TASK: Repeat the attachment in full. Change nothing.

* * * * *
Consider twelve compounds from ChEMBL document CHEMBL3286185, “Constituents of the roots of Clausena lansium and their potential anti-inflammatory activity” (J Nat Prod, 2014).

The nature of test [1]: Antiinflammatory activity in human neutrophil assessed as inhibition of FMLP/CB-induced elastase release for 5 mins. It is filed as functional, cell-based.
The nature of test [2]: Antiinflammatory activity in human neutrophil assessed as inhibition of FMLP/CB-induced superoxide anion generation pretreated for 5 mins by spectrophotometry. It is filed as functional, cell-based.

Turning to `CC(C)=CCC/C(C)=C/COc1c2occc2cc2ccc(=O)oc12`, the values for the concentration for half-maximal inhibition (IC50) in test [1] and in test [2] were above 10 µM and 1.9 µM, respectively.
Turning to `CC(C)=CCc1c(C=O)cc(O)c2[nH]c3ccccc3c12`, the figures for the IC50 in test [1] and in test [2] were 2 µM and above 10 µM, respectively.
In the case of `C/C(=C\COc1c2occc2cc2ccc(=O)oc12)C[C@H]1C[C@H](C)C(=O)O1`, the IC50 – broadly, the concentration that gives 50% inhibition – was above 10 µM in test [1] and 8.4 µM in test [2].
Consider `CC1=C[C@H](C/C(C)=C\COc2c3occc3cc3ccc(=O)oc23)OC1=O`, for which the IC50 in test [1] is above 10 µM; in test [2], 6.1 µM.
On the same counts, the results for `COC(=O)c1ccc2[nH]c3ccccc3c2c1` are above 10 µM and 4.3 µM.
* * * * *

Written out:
Consider twelve compounds from ChEMBL document CHEMBL3286185, “Constituents of the roots of Clausena lansium and their potential anti-inflammatory activity” (J Nat Prod, 2014).

The nature of test [1]: Antiinflammatory activity in human neutrophil assessed as inhibition of FMLP/CB-induced elastase release for 5 mins. It is filed as functional, cell-based.
The nature of test [2]: Antiinflammatory activity in human neutrophil assessed as inhibition of FMLP/CB-induced superoxide anion generation pretreated for 5 mins by spectrophotometry. It is filed as functional, cell-based.

Turning to `CC(C)=CCC/C(C)=C/COc1c2occc2cc2ccc(=O)oc12`, the values for the concentration for half-maximal inhibition (IC50) in test [1] and in test [2] were above 10 µM and 1.9 µM, respectively.
Turning to `CC(C)=CCc1c(C=O)cc(O)c2[nH]c3ccccc3c12`, the figures for the IC50 in test [1] and in test [2] were 2 µM and above 10 µM, respectively.
In the case of `C/C(=C\COc1c2occc2cc2ccc(=O)oc12)C[C@H]1C[C@H](C)C(=O)O1`, the IC50 – broadly, the concentration that gives 50% inhibition – was above 10 µM in test [1] and 8.4 µM in test [2].
Consider `CC1=C[C@H](C/C(C)=C\COc2c3occc3cc3ccc(=O)oc23)OC1=O`, for which the IC50 in test [1] is above 10 µM; in test [2], 6.1 µM.
On the same counts, the results for `COC(=O)c1ccc2[nH]c3ccccc3c2c1` are above 10 µM and 4.3 µM.